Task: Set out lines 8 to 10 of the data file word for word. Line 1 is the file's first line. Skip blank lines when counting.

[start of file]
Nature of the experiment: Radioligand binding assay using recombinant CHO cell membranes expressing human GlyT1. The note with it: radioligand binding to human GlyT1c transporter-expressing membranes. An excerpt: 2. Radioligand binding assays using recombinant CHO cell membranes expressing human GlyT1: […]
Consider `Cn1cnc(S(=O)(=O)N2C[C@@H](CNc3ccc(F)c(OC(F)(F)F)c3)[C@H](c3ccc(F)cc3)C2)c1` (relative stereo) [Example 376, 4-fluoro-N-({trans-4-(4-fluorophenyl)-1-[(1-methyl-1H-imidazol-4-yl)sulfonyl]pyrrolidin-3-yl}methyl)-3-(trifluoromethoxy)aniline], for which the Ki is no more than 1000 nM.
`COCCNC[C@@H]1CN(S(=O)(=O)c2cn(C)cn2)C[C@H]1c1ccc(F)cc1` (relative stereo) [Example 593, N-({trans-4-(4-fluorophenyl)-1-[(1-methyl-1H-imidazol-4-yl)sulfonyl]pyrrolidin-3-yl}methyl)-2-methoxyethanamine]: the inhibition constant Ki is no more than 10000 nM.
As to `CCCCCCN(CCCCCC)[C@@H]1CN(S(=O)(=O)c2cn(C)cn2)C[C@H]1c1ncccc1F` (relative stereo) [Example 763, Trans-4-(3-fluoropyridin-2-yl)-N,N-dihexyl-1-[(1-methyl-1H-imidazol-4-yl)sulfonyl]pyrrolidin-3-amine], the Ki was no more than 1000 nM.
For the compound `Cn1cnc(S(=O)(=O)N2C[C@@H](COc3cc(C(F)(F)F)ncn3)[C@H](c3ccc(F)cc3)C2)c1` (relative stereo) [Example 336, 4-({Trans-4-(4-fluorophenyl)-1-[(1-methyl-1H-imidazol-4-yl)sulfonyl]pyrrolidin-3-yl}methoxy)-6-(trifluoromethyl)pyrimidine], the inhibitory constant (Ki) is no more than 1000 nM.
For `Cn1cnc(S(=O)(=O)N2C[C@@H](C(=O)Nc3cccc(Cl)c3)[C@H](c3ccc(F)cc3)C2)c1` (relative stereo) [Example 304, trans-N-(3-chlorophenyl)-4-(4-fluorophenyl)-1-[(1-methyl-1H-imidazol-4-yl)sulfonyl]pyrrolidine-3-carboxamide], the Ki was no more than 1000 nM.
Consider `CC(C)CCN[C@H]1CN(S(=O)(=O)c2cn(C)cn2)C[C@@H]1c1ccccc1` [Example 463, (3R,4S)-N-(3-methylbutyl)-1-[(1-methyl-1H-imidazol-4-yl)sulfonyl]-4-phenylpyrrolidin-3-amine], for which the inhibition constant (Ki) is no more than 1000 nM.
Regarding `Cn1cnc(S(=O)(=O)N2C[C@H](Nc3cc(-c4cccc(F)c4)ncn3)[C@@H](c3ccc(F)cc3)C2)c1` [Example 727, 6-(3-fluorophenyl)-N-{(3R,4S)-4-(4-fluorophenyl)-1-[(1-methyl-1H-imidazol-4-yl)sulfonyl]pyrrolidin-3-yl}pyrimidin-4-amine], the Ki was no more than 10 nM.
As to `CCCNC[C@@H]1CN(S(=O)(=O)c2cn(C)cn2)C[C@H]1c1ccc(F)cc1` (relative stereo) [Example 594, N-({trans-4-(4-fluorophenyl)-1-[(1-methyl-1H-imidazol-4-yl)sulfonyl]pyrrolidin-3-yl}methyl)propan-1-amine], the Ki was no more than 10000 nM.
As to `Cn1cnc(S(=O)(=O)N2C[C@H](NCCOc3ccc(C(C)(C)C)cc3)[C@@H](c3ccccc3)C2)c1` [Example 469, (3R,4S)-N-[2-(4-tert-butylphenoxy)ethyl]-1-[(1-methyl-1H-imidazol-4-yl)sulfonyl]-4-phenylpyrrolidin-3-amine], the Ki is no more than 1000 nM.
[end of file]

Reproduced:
Regarding `Cn1cnc(S(=O)(=O)N2C[C@H](Nc3cc(-c4cccc(F)c4)ncn3)[C@@H](c3ccc(F)cc3)C2)c1` [Example 727, 6-(3-fluorophenyl)-N-{(3R,4S)-4-(4-fluorophenyl)-1-[(1-methyl-1H-imidazol-4-yl)sulfonyl]pyrrolidin-3-yl}pyrimidin-4-amine], the Ki was no more than 10 nM.
As to `CCCNC[C@@H]1CN(S(=O)(=O)c2cn(C)cn2)C[C@H]1c1ccc(F)cc1` (relative stereo) [Example 594, N-({trans-4-(4-fluorophenyl)-1-[(1-methyl-1H-imidazol-4-yl)sulfonyl]pyrrolidin-3-yl}methyl)propan-1-amine], the Ki was no more than 10000 nM.
As to `Cn1cnc(S(=O)(=O)N2C[C@H](NCCOc3ccc(C(C)(C)C)cc3)[C@@H](c3ccccc3)C2)c1` [Example 469, (3R,4S)-N-[2-(4-tert-butylphenoxy)ethyl]-1-[(1-methyl-1H-imidazol-4-yl)sulfonyl]-4-phenylpyrrolidin-3-amine], the Ki is no more than 1000 nM.